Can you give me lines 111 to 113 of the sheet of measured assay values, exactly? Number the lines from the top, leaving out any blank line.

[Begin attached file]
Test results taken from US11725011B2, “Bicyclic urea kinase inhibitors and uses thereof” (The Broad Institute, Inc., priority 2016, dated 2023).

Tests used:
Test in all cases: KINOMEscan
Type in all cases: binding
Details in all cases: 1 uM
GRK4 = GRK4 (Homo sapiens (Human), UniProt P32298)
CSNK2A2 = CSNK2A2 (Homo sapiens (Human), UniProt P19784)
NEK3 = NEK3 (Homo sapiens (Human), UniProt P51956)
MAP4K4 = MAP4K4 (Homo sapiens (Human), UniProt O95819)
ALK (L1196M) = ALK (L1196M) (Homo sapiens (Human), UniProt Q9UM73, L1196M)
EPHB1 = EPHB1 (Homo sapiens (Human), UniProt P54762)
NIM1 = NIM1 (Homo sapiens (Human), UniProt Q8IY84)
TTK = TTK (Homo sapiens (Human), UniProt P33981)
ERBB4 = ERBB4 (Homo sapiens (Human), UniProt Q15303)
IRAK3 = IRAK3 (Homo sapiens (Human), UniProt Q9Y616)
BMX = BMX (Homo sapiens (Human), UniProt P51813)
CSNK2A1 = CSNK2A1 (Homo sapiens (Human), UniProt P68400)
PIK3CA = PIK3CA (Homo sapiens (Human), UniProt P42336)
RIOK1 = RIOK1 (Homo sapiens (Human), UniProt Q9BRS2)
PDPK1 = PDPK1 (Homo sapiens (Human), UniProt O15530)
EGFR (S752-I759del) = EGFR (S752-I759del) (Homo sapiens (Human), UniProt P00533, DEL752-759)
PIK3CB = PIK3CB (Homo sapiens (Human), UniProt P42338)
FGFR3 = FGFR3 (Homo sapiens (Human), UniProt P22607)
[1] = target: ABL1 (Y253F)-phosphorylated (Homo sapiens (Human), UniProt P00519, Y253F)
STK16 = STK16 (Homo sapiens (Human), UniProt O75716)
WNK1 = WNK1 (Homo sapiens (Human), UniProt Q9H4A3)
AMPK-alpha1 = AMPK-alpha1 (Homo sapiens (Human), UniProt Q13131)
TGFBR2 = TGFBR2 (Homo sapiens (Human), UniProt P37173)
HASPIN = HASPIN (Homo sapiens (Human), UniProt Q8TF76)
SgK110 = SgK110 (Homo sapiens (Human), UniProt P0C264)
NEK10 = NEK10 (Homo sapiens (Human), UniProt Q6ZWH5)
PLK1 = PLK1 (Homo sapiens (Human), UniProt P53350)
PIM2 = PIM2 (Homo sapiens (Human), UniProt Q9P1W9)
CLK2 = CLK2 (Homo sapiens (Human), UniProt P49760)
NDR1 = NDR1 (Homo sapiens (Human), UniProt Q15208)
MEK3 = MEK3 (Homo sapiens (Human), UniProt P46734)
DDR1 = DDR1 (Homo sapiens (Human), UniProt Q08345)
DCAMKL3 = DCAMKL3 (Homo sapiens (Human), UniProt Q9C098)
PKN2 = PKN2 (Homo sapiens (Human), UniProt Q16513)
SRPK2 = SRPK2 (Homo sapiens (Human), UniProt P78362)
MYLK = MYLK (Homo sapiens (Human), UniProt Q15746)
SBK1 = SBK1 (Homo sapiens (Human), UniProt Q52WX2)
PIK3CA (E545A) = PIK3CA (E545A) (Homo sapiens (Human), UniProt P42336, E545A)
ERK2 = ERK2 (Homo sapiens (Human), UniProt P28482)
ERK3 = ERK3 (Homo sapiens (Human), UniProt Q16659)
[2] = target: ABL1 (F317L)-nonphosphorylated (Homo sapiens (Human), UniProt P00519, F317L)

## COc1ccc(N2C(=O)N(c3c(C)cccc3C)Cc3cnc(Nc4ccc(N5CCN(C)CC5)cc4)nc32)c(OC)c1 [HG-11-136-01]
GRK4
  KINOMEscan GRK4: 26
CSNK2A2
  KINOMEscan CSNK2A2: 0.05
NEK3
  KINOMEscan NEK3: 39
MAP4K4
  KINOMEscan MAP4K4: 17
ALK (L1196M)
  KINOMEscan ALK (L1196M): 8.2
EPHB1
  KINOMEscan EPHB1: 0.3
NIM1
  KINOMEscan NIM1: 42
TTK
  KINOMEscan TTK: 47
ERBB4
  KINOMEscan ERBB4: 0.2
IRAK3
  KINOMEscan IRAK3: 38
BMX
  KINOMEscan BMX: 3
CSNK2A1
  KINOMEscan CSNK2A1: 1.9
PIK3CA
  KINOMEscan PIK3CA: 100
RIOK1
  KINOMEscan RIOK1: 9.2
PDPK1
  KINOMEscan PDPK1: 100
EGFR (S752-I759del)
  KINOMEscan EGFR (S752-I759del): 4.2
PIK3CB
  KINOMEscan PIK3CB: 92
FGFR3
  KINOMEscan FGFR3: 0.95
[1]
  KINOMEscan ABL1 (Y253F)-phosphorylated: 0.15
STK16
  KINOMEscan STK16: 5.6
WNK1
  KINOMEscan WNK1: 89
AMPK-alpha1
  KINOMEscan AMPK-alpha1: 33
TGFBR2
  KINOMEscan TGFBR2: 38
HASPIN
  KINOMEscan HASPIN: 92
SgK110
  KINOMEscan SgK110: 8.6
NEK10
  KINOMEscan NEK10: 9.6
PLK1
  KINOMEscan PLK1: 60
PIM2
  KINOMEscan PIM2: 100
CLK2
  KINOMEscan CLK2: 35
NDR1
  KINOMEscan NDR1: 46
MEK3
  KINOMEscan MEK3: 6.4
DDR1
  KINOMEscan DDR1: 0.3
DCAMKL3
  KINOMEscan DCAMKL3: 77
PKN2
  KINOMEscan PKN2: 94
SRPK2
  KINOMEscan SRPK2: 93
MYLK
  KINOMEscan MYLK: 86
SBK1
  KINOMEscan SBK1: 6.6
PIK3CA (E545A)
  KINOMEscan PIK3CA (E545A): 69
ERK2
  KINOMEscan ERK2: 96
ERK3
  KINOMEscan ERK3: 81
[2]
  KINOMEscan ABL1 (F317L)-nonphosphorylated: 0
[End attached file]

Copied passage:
  KINOMEscan DDR1: 0.3
DCAMKL3
  KINOMEscan DCAMKL3: 77